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Science in Mind

Video games could help aging minds stay sharp

The progressively challenging video game NeuroRacer requires players to navigate a winding mountain road.  Performance improved in those who played more often.

The Gazzaley Lab/ University of California, San Francisco

The progressively challenging video game NeuroRacer requires players to navigate a winding mountain road. Performance improved in those who played more often.

People will try just about anything to keep their memories sharp and their minds youthful. Now, a study suggests that regularly playing a video game that requires people to multitask can improve basic cognitive functions, such as their abilities to hold a thought in mind or pay attention.

Older adults regained that ability after they trained on a driving computer game during which they had to periodically respond to a sign, researchers reported in the journal Nature on Wednesday.

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“All these things are capitalizing on the fact that our brain’s plasticity to reshape itself structurally, functionally, and chemically doesn’t end when we go through a critical stage of development, but it exists through our lives,” said Dr. Adam Gazzaley, director of the Neuroscience Imaging Center at the University of California, San Francisco, who led the work.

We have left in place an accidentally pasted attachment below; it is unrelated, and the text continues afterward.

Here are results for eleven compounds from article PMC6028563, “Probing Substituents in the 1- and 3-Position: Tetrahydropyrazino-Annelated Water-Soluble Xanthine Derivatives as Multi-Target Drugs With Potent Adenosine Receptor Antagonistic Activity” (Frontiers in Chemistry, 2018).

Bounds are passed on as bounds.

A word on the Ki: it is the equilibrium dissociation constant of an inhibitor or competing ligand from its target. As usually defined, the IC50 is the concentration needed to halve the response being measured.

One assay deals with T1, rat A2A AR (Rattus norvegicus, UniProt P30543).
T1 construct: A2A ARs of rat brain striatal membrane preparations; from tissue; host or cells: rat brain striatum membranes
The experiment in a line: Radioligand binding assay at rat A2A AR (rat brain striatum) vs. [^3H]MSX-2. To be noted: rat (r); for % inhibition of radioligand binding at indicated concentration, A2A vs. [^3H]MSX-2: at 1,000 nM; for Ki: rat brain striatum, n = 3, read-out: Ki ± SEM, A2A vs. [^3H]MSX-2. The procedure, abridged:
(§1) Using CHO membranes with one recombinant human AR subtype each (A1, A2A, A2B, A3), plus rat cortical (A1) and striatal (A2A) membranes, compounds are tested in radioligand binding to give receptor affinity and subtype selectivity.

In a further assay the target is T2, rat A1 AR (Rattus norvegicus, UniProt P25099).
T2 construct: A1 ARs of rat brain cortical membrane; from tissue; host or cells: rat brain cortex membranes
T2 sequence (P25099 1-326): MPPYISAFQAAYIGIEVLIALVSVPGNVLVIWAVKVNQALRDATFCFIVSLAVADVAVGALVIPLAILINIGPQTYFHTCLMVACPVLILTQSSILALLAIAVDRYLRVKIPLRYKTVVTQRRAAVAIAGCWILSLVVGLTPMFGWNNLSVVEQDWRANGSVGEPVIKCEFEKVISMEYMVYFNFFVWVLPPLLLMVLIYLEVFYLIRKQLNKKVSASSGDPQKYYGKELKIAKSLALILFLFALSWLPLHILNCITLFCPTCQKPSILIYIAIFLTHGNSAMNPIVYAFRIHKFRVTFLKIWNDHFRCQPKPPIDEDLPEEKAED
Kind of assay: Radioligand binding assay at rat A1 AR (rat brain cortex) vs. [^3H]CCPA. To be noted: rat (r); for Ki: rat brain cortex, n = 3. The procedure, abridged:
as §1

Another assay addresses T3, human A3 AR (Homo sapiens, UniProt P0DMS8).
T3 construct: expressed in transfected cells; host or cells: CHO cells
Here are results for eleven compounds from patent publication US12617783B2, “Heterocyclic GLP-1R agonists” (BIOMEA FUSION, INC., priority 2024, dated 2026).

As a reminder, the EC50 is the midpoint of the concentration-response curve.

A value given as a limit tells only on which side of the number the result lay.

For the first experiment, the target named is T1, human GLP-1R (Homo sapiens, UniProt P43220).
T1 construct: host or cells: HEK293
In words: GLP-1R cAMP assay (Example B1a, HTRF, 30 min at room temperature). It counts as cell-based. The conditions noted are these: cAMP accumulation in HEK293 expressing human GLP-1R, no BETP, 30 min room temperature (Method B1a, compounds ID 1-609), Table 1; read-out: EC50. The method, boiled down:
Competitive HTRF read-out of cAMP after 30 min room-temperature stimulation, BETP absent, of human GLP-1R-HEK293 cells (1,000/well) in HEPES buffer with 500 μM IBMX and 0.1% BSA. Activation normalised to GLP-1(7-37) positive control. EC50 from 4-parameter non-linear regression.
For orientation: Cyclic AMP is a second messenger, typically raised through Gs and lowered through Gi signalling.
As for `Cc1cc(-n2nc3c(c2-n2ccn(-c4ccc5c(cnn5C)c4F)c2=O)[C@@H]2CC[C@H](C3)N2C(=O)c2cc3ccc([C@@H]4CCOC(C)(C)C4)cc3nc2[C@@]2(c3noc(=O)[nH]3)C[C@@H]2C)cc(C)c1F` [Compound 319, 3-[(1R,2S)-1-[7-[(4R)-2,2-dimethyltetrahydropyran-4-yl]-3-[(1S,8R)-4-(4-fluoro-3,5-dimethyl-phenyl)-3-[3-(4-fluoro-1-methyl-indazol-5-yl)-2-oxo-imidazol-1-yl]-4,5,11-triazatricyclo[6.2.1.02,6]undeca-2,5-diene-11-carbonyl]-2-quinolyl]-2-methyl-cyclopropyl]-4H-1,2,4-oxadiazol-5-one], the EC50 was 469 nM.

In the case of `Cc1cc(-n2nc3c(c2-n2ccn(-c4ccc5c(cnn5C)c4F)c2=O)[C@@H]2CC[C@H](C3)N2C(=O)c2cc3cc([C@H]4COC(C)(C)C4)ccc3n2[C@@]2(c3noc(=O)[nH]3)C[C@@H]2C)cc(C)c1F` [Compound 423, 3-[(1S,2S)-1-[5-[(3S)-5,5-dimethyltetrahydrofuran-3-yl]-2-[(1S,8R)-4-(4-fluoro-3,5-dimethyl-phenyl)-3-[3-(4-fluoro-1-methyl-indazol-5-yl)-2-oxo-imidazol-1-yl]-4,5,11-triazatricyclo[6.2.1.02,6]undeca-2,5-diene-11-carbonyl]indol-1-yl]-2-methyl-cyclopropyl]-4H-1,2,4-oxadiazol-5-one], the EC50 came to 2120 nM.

The game, NeuroRacer, is a simple driving task requiring participants to navigate a winding mountain road that gets progressively more challenging. When a particular sign pops up on the screen, players respond by pressing a button as rapidly as they can.

The researchers measured the decline in performance that occurred when the players, aged 60 to 85, had to drive and respond to signs. Having to do both simultaneously resulted in a 64 percent cost, on average, to their performance. But after people played the game for 12 hours over a monthlong period, they improved, experiencing less of a drop in performance than 20-year-olds who played the game once.

Gazzaley is a cofounder of a Boston-based company, Akili Interactive Labs, that is already working to adapt the basic principles of the research to a more sophisticated mobile game, called Project Evo.

Carolyn Y. Johnson can be reached at cjohnson@globe.com. Follow her on Twitter @carolynyjohnson.
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